NSW Government: We need “‘explosive” surge of 2 million migrants

An incoming premier brief from top bureaucrats within the NSW Department of Premier and Cabinet have told Premier Dominic Perrottet that Australia needs an explosive surge of 2 million migrants to boost the economy:

Top bureaucrats last week urged Mr Perrottet to seize the national leadership initiative by pushing a “national dialogue on an aggressive resumption of immigration levels as a key means of economic recovery and post-pandemic growth”.

“An ambitious national immigration plan similar to Australia’s post-World War II approach would ensure Australia would benefit from skills, investment and population growth,” Mr Perrottet was told in the advice, which was seen by The Australian Financial Review…

In a sign the new Premier is taking the advice seriously, Mr Perrottet on Monday said the borders need to be opened up amid a “general labour” shortage to ensure a healthy economic recovery.

“If we lose this opportunity, those skilled migrants will go to other countries,” he said. “We won’t get those engineers, those accountants, they’ll commit to other projects”…

Mr Perrottet was told that a “time-limited” immigration surge could include a “doubling” of pre-COVID immigration levels for the next five years and “unashamedly” focusing on “the skilled migration we need to develop key industry sectors”…

A doubling of that pre-pandemic rate would see net migration leap to more than 400,000 a year, a staggering surge that would see the population swell by 2 million by 2026.

Infrastructure Australia has already modelled what will happen to Sydney as its population balloons via mass immigration: living standards will be destroyed with residents forced to endure longer commutes, while having less access to jobs, schools, hospitals and green space:

Sydney population projections

Infrastructure Australia Modelling: Sydney’s living standards will be destroyed by mass immigration.

Sydney’s residents will also be forced to live in highrise apartments, according to modelling by the Urban Taskforce:

Sydney dwelling composition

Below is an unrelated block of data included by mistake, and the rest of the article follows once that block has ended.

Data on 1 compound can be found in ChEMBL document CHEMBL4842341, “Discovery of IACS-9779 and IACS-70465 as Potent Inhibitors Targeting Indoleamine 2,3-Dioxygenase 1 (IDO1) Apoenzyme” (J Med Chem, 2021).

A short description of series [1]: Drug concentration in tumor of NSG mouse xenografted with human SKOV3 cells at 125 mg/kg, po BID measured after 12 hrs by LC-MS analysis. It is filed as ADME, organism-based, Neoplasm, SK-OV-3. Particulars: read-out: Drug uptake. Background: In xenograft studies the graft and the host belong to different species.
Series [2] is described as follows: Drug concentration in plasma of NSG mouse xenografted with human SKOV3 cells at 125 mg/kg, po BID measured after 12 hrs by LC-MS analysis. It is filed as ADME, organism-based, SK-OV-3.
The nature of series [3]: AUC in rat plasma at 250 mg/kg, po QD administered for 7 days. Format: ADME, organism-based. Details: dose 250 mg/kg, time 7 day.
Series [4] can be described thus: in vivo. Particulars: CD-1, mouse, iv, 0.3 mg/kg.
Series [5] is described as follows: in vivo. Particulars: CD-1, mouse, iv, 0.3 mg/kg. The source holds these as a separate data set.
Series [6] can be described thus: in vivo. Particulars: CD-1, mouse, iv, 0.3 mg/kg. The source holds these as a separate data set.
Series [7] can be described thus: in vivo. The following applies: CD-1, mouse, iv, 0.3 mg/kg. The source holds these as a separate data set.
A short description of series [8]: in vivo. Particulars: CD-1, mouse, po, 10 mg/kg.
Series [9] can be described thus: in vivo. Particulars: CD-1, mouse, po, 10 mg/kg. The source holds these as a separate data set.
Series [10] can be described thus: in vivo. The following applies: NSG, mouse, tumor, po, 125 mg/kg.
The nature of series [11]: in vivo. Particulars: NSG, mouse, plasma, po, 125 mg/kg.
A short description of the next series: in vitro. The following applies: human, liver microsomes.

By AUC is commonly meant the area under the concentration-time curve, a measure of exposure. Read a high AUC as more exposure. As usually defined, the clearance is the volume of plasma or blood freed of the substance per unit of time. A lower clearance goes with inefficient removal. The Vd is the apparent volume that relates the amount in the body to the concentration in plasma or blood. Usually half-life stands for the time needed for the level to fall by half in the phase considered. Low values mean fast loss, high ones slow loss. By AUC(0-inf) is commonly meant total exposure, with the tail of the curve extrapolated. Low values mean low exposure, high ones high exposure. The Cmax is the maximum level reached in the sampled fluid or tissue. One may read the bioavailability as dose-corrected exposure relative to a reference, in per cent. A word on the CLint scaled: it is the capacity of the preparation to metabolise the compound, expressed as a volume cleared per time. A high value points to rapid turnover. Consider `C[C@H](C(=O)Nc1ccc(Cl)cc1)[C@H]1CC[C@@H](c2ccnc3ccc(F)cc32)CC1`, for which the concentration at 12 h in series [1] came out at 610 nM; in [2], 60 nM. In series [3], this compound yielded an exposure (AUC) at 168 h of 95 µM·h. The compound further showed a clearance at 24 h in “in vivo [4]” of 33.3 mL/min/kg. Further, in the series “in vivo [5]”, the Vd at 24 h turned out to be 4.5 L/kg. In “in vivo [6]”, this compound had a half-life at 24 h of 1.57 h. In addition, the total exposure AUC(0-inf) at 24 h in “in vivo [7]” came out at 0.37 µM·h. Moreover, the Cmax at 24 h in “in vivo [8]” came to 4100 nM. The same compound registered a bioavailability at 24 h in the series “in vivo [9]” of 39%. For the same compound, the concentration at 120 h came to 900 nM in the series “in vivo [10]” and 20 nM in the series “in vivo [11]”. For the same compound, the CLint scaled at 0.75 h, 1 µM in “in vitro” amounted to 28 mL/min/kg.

Urban Taskforce: Half of Sydney’s future residents will live in apartments.

That’s the death of the Australian Dream right there.

Former Treasurer Wayne Swann makes the crushing point with respect to this plan:

Will there be matching infrastructure, improved labour and environmental laws? We all know the answer to that.

We also know that the pre-COVID immigration boom was an unmitigated disaster for Australian workers:

Real household disposable income

The only parties to benefit from this mass immigration madness are wealthy capital owners and the ‘growth lobby’ cabal of Big Property, Big Retail and Big Banking.

Sadly, in the morally corrupt property narco nation of Australia, they pull the policy strings.

Unconventional Economist
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  1. Well could see logic that coming. Need a Surge
    Miss 2 years of immigration so better have a surge of double !
    Finally some rental customers for apartment developments before that balloon deflates.
    All those empty apartments with high prices hanging on until immigration is back.

  2. SnappedUpSavvyMEMBER

    this perrotits muppet will destroy our country if he’s allowed, and its just the start too, just wait and see what this hollow ch unt can do

  3. Display NameMEMBER

    At a time when effective (real) unemployment is well north of 10%. 15% by Alan Kohlers guess. This will drive down living standards for most people and enrich a very few. A morally bankrupt bunch of c **ts

    • Yes, in other countries they say some people are reluctant to return to work until they are satisfied there is a low risk of getting covid (yes Reusa there really are people like that!) & others who can’t as they lack child care etc presently. So given time a lot of those people will come back, it’ll happen even quicker with some positive measures to encourage.

  4. Im seeing one big massive ‘National Security Issue’ here. Im also seeing Canberra being overthrown by Migrants at some point to the detriment of all of Australia.